How to rediscover the art of play

How to rediscover the art of play


Fancy a more carefree, stress-free, creative and connected life? Then it’s time to embrace the art of play, helped by initiatives from EE

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When was the last time you did something just for the sheer joy of it? When you were fully focused, utterly in the moment and just having fun? As adults, our time is often scheduled into regimented segments with ‘play’ so far down the priority list it often drops off. And yet—for our mental, physical, social and creative health—that needs to change.

“Play is ‘focused attention that is fun’,” says Emma Worrollo, founder of Playful Den, the play specialist consultancy and Gen Alpha experts. “Anything you’re doing where you're concentrating and there’s a challenge, but it’s not stressful. You’ve lost a sense of time and you feel good about it."  

“As psychology researcher and play scholar Dr Peter Gray says, play has to be intrinsically motivated: no one can force you to play. But the big thing is: play has no end goal. You’re simply doing it because you’re doing it. And that’s the thing that adults really struggle with that kids are brilliant at. Kids live in the moment and are happy to do things just for the sake of it. But adults, after years of productivity programming, find that very tricky,” explains Worrollo.

The value of play time


Play teaches kids spatial awareness, confidence, social skills, cooperation, curiosity and resilience. As adults, safe in our belief that we have ticked all those boxes, play becomes somewhat relegated. After all, we’re too busy and important to play. And yet most of us do play. Have you ever laughed until you cried at some inadvertent slapstick moment with friends? Do you dance around your house when a great tune comes on? Have you ever felt as if you were flying during a run?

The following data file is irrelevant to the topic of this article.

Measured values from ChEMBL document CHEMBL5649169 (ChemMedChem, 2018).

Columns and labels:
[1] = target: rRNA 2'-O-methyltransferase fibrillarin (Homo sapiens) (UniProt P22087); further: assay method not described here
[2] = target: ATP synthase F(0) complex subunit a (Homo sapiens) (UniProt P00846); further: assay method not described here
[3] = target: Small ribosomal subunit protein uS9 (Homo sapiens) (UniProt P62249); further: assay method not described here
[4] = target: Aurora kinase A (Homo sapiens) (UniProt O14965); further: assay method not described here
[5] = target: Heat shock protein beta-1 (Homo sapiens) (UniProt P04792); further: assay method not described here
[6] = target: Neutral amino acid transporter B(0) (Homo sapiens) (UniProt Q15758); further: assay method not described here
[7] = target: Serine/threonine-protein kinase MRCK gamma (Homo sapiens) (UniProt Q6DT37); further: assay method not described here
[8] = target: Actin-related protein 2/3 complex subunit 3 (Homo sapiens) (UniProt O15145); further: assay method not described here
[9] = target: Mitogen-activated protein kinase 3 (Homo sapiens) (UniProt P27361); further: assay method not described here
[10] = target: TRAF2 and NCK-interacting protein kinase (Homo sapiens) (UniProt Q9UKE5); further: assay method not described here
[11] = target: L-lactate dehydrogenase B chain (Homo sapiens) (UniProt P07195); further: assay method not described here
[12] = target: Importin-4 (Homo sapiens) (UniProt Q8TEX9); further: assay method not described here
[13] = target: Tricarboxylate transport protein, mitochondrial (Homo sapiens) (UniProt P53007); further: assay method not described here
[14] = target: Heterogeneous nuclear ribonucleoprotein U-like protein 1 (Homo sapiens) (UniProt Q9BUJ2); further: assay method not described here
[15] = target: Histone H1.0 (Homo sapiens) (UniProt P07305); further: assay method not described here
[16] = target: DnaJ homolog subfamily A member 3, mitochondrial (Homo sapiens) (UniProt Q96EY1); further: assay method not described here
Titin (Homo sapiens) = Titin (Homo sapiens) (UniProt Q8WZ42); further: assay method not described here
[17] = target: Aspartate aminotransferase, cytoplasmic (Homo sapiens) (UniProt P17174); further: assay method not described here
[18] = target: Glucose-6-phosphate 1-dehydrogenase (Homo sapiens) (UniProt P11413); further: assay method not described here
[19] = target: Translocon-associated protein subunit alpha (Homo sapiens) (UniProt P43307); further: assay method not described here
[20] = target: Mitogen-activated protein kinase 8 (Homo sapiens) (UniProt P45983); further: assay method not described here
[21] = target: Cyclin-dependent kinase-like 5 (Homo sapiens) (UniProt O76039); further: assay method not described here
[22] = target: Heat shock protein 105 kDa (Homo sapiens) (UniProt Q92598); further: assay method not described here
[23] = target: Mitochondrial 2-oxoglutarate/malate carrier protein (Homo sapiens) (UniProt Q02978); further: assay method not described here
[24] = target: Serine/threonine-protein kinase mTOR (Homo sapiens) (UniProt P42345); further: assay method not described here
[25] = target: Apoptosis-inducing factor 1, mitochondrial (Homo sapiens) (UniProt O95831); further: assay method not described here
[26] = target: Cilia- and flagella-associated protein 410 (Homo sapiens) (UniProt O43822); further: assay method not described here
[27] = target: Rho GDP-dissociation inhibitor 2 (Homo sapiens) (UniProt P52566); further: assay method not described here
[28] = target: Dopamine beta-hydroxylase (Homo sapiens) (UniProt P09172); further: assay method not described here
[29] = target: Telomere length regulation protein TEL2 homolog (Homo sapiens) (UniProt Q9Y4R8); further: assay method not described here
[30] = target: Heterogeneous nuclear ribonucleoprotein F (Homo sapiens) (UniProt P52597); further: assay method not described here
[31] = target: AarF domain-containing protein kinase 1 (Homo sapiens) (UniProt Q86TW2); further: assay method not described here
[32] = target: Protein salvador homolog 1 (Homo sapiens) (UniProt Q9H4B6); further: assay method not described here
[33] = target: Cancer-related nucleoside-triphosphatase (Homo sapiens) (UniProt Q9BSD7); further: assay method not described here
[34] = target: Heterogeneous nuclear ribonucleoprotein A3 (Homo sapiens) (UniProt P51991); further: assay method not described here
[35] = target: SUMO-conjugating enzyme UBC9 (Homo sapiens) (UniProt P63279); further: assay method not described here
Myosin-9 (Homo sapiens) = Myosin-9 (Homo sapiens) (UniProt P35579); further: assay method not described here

“In my work, I talk about the nuance between play and playfulness,” Worrollo says. “Playfulness is where we might take some of the characteristics of play and apply them to something that is not play, such as chores. Playfulness is built in; it’s human. We all have it. It’s a characteristic that can be built upon and trained. And a lot of adults can find playfulness every single day, perhaps more than they can find play.”

The reason this matters is because biologically, play enhances our neuroplasticity: the brain’s ability to change and adapt to new experiences. “It’s like, ‘Oh! New pathway unlocked!’” Worrollo confirms. “People who play, and are very playful, tend to see more opportunity and be more creative.”

Feeling more creative, inspired and resilient can lead to better stress management. According to Worrollo: “When we play, we tend to be indulging in pressure-free risk-taking. It’s like sending a constant message to yourself: you’re allowed to try this out, you’re allowed to make mistakes, you’re allowed to think differently. Play counteracts perfectionism. We have so much information and research available to us there can be a sense that there is a ‘right’ way to do everything: ‘I should be doing this’. It’s very hard to play when in a state of ‘I should be’ – and also in a state of distraction. And who isn’t distracted nowadays?”


Young girl playing on a swing

Does online play count?